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Insurance cover for alternative therapy

Alternative therapy Historical support from Insurance companies

Not long ago insurance companies altogether refused to cover complementary and alternative medicines (CAM). However, the growing popularity of alternative medicines, and the fact that some of them have been scientifically validated, has forced the insurance companies to abandon their earlier attitude and come up with insurance cover and plan with regard to these therapies and medicines.

Research Scope

A research study undertaken by William E. Lafferty, Patrick T. Tyree et al. in 2002, comprising 60,000 people and three major insurance companies in western Washington area shows that CAM claims were made by about 13.7 % of people. Claims were largely made in Acupuncture (1.3 %), Naturopathy (1.6 %), Massage (2.4 %) and Chiropractic (10.9 %). The study concluded that a substantial number of people are using CAM insurance benefits with effect on insurance service being modest. It also recommends better utilization of these services.

Other independent researches have also shown that six of the world's major insurance companies presently cover 11 of the 34 alternative therapies. And they are expected to expand this list soon.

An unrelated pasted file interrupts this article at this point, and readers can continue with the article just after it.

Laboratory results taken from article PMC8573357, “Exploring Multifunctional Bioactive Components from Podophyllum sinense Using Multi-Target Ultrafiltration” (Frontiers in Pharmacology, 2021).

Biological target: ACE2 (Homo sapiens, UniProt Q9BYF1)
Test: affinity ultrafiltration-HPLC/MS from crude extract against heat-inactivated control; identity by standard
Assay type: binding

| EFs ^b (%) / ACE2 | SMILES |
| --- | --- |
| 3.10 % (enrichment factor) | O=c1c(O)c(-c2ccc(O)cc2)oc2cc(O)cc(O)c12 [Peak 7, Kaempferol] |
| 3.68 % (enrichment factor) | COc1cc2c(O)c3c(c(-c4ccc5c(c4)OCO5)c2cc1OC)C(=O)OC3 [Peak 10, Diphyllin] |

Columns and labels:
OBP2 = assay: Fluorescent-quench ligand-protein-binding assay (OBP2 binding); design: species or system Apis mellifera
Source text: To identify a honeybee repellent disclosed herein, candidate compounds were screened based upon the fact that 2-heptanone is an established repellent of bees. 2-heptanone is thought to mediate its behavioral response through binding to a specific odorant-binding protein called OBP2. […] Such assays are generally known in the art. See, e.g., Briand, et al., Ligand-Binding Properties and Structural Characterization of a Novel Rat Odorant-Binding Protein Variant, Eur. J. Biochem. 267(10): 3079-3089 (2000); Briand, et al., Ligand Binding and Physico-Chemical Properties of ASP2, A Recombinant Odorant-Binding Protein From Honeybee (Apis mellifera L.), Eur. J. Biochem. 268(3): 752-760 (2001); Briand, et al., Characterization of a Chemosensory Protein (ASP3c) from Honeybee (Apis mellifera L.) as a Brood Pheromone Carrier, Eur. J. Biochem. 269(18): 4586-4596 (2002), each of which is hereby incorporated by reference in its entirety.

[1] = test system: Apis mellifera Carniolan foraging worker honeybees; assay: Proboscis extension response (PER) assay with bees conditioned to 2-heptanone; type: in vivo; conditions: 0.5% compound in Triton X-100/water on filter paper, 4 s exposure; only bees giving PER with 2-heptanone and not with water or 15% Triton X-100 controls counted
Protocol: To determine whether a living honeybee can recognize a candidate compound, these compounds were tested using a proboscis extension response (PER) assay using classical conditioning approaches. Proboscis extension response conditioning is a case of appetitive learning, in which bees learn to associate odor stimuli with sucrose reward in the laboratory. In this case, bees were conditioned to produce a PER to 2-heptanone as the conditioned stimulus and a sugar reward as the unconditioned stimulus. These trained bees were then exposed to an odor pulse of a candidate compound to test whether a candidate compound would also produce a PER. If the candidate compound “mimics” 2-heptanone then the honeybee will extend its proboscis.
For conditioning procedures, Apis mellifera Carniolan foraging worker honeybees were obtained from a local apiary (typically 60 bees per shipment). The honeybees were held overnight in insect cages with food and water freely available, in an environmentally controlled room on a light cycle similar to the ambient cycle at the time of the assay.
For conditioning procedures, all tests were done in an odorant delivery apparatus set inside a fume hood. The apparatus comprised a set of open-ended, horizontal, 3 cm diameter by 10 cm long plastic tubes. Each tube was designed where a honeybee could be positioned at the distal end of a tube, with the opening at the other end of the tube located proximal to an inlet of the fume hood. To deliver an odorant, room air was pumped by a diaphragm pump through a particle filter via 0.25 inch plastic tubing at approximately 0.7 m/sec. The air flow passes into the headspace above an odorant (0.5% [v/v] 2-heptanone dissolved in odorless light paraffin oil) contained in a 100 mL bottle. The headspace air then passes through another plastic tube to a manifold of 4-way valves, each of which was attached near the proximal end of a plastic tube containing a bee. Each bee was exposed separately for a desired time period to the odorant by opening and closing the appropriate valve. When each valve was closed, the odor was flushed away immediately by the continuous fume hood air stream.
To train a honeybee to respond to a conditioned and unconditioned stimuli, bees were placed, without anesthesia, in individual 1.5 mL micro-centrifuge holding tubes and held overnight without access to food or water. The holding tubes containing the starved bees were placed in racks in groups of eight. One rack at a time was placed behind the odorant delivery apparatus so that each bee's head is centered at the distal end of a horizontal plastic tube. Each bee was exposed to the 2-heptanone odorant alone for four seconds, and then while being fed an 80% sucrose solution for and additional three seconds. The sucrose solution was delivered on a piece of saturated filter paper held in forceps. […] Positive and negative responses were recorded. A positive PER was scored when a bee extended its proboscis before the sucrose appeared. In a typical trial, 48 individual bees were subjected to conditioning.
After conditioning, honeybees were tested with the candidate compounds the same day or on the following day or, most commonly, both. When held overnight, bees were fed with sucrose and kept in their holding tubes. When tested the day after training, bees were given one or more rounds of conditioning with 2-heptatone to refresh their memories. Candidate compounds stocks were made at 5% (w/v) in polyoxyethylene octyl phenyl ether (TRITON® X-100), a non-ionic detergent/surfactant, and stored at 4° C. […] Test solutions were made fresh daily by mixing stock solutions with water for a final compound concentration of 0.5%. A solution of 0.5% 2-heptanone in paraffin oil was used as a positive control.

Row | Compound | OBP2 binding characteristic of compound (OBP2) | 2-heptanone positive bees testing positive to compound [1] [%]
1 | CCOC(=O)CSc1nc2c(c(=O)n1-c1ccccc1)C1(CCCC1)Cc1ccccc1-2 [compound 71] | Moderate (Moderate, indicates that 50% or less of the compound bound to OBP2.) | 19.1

Precautions to be taken when taking Insurance

However generally insurance provide inadequate cover for these therapies- people typically pay for services on a discounted fee-for-service basis or they are allowed an unrealistically small number of sessions. It results in wrong judgment of treatment as usually the plan expires before the entire treatment is administered to the patient. As alternative therapies and medicines are reputed to take the long course to healing, the short term coverage makes the coverage somewhat redundant.

The best way to know is to ask your insurance company about their terms, conditions and policy on alternative medicines. Here are some questions to ask you insurer:

Finally, if the treatment you are seeking is simply not covered by insurance and you are still committed to obtaining it, go directly to your physician or practitioner and ask if s/he will negotiate a payment. Some providers are willing to give need-based discounts, especially if they are paid in cash.